People in Fresno and Clovis will gather Saturday to spend money at local retailers as part of National Cash Mob Day.
Cash mobs, which are catching on nationwide, are a twist on the flash mob, where a group assembles suddenly in a public place, sometimes to dance.
Instead of dancing, the local groups will spend $20 -- or whatever they can afford, preferably in cash -- at a local business in an effort to support the local economy.
Crazy Squirrel Game Store owner Jennifer Ward organized the Fresno Cash Mob for 11 a.m. at the Book Nook at 6735 N. First St. Afterward, interested participants will go to Thai Royal Orchid for lunch in the same shopping center.
In Clovis, the Clovis Chamber of Commerce organized a Cash Mob for 1:30 p.m. at the Grocery Outlet at 1848 Clovis Avenue.
Both organizers are considering making the Cash Mob a monthly event.
Bank to give dividend
Premier Valley Bank will pay a cash dividend of 6 cents per share to its stockholders next month.
The Fresno-based bank's board authorized the dividend Thursday for shareholders of record as of April 2, to be paid out on about April 13. It represents an increase over the dividend of 5 cents per share paid out in each of the past three quarters. This is the seventh consecutive quarter in which Premier Valley has paid a cash dividend.
The dividend is estimated to cost the bank about $776,000, based on the company's current stock price.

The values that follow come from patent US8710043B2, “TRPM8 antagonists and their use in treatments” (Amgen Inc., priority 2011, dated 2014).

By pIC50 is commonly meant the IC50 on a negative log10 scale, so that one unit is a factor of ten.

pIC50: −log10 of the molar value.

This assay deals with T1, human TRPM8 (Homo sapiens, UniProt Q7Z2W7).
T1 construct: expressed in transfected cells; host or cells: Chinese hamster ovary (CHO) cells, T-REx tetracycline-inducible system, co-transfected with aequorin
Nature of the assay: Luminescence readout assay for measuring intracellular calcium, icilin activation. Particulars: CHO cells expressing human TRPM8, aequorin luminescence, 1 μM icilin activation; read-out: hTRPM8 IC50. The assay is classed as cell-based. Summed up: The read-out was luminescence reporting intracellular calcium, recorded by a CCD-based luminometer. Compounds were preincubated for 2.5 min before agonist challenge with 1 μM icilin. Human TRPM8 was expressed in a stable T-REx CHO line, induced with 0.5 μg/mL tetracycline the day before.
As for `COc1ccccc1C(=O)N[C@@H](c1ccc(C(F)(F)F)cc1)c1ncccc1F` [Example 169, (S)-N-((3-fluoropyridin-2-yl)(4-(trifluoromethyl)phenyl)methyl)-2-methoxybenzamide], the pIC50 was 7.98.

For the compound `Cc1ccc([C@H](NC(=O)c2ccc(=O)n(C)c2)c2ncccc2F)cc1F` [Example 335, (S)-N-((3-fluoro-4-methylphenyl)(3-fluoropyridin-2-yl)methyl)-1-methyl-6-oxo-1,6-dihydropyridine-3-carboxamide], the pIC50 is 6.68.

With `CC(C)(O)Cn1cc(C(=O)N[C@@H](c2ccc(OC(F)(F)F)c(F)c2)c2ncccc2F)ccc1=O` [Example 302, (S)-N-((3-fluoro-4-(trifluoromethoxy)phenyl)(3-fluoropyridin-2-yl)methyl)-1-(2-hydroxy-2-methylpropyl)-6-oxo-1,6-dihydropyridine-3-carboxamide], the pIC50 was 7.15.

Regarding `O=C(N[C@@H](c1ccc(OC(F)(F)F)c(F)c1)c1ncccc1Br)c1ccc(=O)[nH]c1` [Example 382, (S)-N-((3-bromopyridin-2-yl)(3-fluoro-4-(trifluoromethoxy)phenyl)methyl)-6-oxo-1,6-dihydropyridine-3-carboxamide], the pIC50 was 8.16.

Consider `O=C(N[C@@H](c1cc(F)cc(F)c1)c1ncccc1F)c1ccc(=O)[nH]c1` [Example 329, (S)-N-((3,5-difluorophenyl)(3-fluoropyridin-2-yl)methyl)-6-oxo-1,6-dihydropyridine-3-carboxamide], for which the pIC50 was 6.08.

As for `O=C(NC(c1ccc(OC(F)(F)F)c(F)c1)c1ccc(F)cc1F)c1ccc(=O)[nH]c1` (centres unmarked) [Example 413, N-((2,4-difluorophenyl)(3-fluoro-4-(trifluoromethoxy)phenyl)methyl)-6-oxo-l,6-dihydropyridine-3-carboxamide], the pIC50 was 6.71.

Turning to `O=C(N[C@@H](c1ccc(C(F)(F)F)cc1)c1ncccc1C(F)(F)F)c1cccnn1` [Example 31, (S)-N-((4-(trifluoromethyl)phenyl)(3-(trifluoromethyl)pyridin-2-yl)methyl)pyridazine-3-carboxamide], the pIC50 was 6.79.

Visalia bank repays
Three years after accepting a government investment from the federal Troubled Asset Relief Program, Visalia's Valley Commerce Bancorp announced that it has fully repaid its $8.1 million commitment to the U.S. Treasury.
The parent company of Valley Business Bank was one of three Valley banks that accepted funds from the TARP Capital Purchase Program, more commonly known as the "bank bailout" program, in January 2009. The government paid about $7.7 million for preferred stock in the bank.
Valley Commerce officials said they were able to repay the TARP funds from its existing cash and resources without having to raise new capital.
The number of people seeking U.S. unemployment aid fell to a four-year low last week, bolstering the view that the job market is strengthening.
The Labor Department said Thursday that weekly applications dropped by 5,000 to a seasonally adjusted 348,000. That's the lowest level since March 2008, just months into the Great Recession. The four-week average of applications, a less volatile measure, dipped to 355,000, matching a four-year low.
That's pushed the national unemployment rate down to 8.3%, the lowest in three years. Fresno County's January unemployment rate was 16.9%